Who doesn’t dream about having fortune, fame, honors, celebrity and all the trappings of said celebrity?
For example, I didn’t know that my close friend,
lifelong buddy and mentor Woody Paige — OK, just
close friend! — my favorite pundit on the “Around the
Horn” show on ESPN, especially because he writes those
hilarious witticisms on the board behind him, admitted on
Tuesday’s show that he had battled depression for years.
It looked like he was ready to break down and cry right
then and there — good for him had he done so.
It just goes to show you that deep down, the high and
mighty, the in-betweeners and the weak and lowly are no
different: we all suffer and bleed and life gets to all of us
in the end.
I won’t get into some of the criticisms the media has
endured regarding what many considered crossing the
line during that press conference.
I think many of you know exactly what I am refering
to as far as some of the questions asked and some of the
details revealed.
I leave that for another day.
See MUSINGS, page 7

INFORMATION SUBMITTED

KALIDA —Led by the 75s of Evan
Hall, Brady Garver and Adam Vieira,
Bath’s boys golfers took the 18-team
Kalida Wildcat Invitational Wednesday at
Country Acres Golf Course.
Ottawa Hills, led by the 75 of Matt
Abendroth and the 77 of Michael
Denner, was second at 319.
Wauseon — with medalist Trevor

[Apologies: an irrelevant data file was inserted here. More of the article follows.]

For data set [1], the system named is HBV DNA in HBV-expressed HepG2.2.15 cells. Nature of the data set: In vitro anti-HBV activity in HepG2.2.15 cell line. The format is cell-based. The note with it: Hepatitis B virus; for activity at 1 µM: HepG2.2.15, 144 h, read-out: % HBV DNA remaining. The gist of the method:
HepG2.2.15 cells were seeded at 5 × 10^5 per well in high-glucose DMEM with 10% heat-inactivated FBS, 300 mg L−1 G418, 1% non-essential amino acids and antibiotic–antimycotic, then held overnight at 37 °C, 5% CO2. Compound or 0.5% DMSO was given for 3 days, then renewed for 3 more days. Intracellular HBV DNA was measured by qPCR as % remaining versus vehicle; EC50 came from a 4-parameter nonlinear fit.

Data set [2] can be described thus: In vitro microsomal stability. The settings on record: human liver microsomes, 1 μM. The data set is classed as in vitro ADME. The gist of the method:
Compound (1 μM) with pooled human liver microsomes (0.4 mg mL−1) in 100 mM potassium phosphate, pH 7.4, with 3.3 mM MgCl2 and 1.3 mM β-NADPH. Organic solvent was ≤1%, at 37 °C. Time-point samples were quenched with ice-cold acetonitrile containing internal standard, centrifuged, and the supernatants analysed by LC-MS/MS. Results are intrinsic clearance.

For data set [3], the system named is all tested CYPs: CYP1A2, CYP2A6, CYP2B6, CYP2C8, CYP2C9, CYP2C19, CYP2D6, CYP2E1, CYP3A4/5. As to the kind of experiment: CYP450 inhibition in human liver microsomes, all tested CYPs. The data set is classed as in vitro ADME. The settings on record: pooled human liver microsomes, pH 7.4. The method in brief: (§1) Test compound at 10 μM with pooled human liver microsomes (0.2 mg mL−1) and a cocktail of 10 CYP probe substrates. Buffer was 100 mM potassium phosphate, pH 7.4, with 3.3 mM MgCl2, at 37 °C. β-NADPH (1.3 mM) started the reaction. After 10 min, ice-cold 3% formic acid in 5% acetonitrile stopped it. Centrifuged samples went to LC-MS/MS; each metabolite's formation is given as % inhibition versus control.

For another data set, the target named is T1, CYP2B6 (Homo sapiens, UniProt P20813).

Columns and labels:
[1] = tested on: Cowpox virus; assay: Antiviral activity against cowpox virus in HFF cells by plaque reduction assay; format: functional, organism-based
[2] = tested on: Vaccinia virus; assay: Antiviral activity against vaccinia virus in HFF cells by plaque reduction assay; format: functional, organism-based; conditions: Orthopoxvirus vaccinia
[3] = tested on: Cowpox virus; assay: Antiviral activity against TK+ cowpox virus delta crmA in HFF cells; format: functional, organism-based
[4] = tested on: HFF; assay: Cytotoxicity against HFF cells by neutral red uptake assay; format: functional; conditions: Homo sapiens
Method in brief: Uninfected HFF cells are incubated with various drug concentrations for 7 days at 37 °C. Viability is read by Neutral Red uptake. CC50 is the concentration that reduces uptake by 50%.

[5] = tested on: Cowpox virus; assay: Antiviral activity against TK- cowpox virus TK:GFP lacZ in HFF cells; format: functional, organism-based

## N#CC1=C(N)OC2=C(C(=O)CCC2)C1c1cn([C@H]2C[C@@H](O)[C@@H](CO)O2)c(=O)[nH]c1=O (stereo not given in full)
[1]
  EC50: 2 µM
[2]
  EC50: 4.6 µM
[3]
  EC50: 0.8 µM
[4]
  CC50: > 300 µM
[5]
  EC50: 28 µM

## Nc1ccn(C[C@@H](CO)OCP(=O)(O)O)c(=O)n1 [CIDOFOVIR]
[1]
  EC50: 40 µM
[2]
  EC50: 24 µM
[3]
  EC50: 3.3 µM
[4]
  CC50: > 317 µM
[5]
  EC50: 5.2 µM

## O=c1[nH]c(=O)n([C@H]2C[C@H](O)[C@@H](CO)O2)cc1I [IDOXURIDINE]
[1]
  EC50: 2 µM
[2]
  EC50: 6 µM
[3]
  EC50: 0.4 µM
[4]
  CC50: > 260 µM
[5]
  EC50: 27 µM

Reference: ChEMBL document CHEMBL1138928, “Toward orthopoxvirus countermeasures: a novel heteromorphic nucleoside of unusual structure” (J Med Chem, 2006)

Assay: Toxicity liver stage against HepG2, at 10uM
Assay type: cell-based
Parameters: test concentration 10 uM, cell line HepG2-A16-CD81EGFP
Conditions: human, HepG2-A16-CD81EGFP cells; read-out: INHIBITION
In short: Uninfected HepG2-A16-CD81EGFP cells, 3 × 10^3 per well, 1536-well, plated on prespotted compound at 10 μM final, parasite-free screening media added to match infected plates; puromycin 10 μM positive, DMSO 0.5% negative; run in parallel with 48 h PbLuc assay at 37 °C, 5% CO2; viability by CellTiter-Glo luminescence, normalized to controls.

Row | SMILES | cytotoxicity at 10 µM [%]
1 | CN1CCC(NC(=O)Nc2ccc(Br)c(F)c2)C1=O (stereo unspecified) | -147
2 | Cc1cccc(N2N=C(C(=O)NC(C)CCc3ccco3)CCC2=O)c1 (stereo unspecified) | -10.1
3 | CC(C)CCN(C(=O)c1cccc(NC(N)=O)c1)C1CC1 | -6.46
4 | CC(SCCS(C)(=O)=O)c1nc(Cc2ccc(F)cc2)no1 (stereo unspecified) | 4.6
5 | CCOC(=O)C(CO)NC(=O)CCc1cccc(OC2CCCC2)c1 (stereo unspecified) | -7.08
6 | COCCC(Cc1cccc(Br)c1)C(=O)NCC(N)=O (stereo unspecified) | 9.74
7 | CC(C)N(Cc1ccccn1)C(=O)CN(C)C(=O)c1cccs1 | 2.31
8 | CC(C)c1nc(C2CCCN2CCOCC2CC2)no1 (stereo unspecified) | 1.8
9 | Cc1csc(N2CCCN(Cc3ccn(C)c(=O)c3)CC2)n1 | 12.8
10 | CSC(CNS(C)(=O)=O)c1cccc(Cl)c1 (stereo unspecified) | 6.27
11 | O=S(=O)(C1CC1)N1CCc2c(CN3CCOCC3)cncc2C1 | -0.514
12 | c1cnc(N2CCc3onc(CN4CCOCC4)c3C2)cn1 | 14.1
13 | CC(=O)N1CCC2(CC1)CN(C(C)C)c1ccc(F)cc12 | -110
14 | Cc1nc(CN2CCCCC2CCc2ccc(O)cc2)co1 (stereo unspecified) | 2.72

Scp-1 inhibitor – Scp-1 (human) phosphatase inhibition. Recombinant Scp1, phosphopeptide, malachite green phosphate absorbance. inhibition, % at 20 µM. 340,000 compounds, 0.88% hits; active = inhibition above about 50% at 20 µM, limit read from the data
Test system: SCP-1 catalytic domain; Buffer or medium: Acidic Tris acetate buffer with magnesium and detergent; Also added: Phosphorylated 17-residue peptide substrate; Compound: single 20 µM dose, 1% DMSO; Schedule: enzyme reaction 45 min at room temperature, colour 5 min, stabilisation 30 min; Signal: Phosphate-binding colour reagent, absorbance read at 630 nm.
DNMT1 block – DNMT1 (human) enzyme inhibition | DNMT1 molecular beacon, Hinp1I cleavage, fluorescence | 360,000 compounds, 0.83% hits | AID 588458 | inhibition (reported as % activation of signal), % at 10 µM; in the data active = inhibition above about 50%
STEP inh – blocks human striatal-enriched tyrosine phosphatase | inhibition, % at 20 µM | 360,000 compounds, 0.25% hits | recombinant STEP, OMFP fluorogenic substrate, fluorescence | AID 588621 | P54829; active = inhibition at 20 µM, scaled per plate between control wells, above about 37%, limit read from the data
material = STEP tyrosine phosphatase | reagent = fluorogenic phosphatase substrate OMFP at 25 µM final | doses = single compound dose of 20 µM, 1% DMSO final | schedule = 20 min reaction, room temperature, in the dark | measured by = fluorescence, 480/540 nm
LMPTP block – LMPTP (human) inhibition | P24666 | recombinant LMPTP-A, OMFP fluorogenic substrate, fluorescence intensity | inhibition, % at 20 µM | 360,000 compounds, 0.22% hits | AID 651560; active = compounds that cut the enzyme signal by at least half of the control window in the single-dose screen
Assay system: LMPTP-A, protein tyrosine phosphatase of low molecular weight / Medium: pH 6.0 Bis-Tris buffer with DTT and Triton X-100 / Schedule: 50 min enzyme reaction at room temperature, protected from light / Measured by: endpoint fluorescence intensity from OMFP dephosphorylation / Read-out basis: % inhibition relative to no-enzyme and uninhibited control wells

Dominique shooting a 72 and David
Williams a 76 — was third at 324.
Host Kalida was fourth at 327 behind
Evan Recker’s 79 and Zach Erhart and
Trent Siebeneck 81s.
Van Wert — at 371 — was 11th, with
Brandon and Jared Hernandez carding an
88 and 91, respectively.
Elida was 13th (387) with Drew Sarno
shooting an 85 and Jimmie Ebling an 87.
Ottoville — with Wesley Markward
registering a 77 and Brandon Schnipke an
89 — was 14th at 391.
St. John’s was tied with Paulding for
15th at 393: Austin Lucas carded am 89
and Derek Klausing 97.
Fort Jennings finished last at
413, with Sam Vetter shooting 95
and Nick Von Sossan 98.
St. John’s is in a tri-match at
New Bremen 10 a.m. today, while
Ottoville, Fort Jennings and Kalida are in

Associated Press
Tiger Woods removed
himself from consideration
for the Ryder Cup team
Wednesday evening with a
clear message that he is not
healthy enough to play.
One day after U.S. captain Tom Watson said he
trusted Woods to give him
the “straight skinny” on the
condition of his back injury
and his game, Woods said he
called the 64-year-old captain
to say he would not be available.
The decision spares
Watson from having to
leave Woods off the team
and eliminates a distraction
over the next three weeks

FORD, LINCOLN, INC.

www.raabeford.com

(419) 692-0055 Toll Free 800-589-7876

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8325 2013 Ford Escape SE ..............................................19,486 ........Oxford White ..............................................$19,860